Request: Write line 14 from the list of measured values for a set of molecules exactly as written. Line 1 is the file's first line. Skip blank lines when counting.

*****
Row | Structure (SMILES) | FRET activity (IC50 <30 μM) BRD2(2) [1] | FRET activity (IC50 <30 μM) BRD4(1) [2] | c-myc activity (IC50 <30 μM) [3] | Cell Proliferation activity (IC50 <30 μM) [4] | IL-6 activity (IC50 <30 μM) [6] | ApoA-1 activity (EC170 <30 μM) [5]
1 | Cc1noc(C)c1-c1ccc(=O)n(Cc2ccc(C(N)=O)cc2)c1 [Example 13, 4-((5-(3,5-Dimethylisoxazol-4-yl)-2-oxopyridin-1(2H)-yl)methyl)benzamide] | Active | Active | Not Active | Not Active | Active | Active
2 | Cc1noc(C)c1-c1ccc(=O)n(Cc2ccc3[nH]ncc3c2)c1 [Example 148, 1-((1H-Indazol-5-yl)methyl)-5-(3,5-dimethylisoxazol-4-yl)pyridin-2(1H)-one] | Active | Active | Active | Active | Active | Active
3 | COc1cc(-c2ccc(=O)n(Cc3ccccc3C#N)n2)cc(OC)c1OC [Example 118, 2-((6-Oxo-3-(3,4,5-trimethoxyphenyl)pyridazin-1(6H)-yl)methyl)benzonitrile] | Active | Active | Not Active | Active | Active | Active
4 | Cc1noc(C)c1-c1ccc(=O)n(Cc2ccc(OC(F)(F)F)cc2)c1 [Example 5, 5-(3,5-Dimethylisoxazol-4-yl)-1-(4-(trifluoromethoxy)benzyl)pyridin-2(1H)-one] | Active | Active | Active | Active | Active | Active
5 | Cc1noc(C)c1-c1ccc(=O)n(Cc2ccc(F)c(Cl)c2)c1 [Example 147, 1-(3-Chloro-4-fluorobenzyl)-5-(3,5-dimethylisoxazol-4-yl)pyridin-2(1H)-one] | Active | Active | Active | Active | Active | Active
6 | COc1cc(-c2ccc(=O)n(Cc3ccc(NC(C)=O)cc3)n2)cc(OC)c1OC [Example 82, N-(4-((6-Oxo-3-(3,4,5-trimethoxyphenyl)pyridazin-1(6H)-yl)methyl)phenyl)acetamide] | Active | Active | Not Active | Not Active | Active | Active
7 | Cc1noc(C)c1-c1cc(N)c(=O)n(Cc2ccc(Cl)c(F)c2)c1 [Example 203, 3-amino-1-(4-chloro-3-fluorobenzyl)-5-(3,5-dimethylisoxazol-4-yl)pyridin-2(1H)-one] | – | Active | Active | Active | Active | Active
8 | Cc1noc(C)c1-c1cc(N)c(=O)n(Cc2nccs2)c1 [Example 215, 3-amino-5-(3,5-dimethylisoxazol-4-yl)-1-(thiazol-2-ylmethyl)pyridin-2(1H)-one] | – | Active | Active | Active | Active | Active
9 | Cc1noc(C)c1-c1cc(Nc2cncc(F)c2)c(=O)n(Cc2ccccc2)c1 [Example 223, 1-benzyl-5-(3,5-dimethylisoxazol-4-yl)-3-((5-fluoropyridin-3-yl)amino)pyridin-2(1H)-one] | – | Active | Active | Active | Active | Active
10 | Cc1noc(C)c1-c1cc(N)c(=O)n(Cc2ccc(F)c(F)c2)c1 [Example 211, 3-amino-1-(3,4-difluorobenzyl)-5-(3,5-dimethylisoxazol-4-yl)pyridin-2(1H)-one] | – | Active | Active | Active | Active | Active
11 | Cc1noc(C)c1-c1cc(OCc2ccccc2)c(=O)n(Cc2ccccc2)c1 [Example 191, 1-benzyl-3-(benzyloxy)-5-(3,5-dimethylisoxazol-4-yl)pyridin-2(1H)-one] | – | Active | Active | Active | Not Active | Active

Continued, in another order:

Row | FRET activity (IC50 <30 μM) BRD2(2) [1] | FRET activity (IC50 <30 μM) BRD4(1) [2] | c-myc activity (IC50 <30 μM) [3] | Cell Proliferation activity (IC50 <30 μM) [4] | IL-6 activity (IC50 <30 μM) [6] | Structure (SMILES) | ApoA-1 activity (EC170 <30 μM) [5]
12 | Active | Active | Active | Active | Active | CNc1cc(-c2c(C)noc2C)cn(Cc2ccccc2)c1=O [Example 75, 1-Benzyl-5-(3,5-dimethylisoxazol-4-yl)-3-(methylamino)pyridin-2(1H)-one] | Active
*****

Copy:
Row | FRET activity (IC50 <30 μM) BRD2(2) [1] | FRET activity (IC50 <30 μM) BRD4(1) [2] | c-myc activity (IC50 <30 μM) [3] | Cell Proliferation activity (IC50 <30 μM) [4] | IL-6 activity (IC50 <30 μM) [6] | Structure (SMILES) | ApoA-1 activity (EC170 <30 μM) [5]